In our household, we try to live as “low waste” as possible. For example, we usually get milk in returnable bottles and, if possible, we get it at the farm. Farm milk tastes much better and the money goes directly to the producer. But sometimes a product ends up in the house that you wouldn’t have taken otherwise: a carton of milk, for example.
When the milk is empty, the carton doesn’t necessarily have to go in the bin. There are so many good ideas for reusing cartons: In spring, they can easily be turned into small pots for growing plants on the balcony. At Easter they can be decorated and used as Easter baskets, and in autumn they are great for making lanterns. Now in winter you can do something else useful with the Pak: I would like to show you here how quickly and easily you can make a small bird feeder out of it.
Bird feeder from a milk carton
What you need
milk carton Branches, sticks If decoration is desired: Autumn leaves, paper, craft glue, crayons
And this is how it works
Rinse the empty carton with water and leave to dry. Glue on dried, pressed autumn leaves and leave to dry. For the perches, poke small holes in the corners above the floor. You can use branches from your last walk for this. I used a few chopsticks that were no longer in use and would otherwise have ended up in the rubbish. Make small cuts about 5 cm above the perches with a box cutter. Then press in the corners of the carton. This creates the opening where the food comes out in doses. All that's missing now is a hole at the top for hanging the food. Thread a string through it to attach it. Fill the birdseed through the screw cap of the milk pak. When hanging up, make sure that the bird feeder is somewhat protected - from moisture and out of the reach of cats.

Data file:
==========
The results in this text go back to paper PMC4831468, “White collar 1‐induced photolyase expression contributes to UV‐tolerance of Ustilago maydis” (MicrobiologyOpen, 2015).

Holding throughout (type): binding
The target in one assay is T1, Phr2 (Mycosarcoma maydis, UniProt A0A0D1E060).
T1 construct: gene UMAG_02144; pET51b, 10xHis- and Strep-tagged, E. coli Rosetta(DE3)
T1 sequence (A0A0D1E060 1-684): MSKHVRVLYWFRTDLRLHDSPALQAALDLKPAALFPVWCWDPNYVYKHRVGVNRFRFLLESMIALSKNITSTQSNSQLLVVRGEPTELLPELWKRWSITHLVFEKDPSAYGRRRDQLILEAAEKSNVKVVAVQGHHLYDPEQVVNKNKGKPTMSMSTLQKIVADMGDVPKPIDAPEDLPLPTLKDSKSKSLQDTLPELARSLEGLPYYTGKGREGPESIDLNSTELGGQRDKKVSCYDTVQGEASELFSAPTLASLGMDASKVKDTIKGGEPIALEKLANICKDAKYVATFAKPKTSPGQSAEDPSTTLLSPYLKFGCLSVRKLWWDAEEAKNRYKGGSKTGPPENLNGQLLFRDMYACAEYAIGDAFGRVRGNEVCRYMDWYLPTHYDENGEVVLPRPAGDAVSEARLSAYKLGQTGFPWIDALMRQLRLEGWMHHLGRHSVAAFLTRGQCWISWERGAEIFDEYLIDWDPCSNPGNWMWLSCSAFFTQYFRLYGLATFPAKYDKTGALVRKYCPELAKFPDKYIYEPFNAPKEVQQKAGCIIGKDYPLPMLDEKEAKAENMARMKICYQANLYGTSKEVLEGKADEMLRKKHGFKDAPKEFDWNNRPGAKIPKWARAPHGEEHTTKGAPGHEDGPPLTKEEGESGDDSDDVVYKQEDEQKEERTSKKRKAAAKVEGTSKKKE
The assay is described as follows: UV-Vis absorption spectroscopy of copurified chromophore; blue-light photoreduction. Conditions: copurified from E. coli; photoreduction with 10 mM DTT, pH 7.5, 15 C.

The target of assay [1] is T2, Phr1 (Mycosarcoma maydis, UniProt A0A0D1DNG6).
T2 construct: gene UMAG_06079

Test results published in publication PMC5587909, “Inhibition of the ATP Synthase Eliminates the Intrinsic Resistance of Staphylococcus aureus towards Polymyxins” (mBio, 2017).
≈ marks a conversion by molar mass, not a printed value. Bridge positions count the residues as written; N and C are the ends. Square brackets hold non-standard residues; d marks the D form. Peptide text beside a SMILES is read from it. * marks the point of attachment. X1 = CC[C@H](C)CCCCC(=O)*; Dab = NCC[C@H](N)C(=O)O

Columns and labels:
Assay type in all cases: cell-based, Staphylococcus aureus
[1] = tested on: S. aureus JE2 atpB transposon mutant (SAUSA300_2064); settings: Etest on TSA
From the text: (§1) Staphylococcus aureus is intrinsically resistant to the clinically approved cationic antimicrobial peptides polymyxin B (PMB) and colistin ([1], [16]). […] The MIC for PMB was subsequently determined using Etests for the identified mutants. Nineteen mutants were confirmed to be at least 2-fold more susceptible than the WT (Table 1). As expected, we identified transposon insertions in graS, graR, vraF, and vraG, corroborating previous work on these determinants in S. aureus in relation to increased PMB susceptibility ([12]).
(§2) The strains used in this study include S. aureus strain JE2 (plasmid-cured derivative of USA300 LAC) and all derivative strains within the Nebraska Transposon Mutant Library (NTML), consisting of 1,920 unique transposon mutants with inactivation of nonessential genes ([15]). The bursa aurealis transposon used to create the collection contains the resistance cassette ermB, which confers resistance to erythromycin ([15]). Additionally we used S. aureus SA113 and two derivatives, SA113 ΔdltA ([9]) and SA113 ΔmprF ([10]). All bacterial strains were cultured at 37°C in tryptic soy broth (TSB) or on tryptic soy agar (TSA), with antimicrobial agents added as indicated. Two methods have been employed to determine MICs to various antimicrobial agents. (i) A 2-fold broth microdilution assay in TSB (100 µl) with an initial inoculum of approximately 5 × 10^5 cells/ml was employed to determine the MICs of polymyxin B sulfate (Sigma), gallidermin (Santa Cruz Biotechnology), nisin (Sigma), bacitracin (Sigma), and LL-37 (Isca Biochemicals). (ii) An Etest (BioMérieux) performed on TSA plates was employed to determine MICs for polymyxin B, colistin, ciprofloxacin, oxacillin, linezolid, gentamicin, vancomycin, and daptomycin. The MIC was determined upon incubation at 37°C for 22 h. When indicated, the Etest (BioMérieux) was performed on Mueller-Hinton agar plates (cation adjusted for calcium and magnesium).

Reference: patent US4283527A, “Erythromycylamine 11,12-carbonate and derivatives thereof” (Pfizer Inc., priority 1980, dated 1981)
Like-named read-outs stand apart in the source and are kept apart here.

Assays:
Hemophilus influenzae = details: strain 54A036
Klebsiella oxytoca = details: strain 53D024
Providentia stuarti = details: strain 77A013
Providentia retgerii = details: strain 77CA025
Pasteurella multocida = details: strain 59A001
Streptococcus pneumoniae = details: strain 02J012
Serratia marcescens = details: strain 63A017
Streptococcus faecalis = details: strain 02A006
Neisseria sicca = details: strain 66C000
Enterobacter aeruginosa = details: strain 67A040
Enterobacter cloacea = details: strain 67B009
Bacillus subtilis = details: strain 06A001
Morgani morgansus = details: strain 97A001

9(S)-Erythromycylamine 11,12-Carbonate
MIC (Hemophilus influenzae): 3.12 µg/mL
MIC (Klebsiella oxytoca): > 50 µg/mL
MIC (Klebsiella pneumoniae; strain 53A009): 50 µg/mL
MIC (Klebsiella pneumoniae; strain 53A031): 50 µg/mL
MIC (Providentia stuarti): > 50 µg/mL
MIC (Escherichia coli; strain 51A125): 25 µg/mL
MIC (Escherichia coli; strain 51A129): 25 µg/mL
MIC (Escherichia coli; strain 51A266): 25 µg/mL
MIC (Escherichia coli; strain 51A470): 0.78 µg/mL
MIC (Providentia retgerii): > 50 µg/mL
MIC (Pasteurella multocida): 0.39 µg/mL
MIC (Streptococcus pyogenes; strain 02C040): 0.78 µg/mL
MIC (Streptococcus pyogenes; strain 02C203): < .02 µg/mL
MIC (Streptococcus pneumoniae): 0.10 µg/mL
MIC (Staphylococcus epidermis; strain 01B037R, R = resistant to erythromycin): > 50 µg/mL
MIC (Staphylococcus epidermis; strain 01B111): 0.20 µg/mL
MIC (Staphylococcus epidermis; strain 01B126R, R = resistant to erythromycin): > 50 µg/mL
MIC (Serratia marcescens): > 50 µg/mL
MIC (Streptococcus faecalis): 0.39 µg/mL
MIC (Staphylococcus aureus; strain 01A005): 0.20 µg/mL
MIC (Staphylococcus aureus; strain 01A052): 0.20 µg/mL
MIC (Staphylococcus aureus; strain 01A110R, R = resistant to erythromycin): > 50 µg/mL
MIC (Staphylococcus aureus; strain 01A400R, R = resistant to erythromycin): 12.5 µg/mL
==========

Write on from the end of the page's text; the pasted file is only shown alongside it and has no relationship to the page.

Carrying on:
Idea: When painting the outside of the bird feeder, children in particular can let off steam and get creative. How about an owl or a real villa?
Tip: If you are working with water-soluble paints and glues, the house should be hung in a particularly protected place.
Note: Please clean the perches regularly and check the food for mould.
I have 30 years of experience and i started this website to see if i could try and share my knowledge to help you.
With a degree a Horticulture BSc (Hons)
I have worked as a horticulture specialist lead gardener, garden landscaper, and of course i am a hobby gardener at home in my own garden.
Please if you have any questions leave them on the article and i will get back to you personally.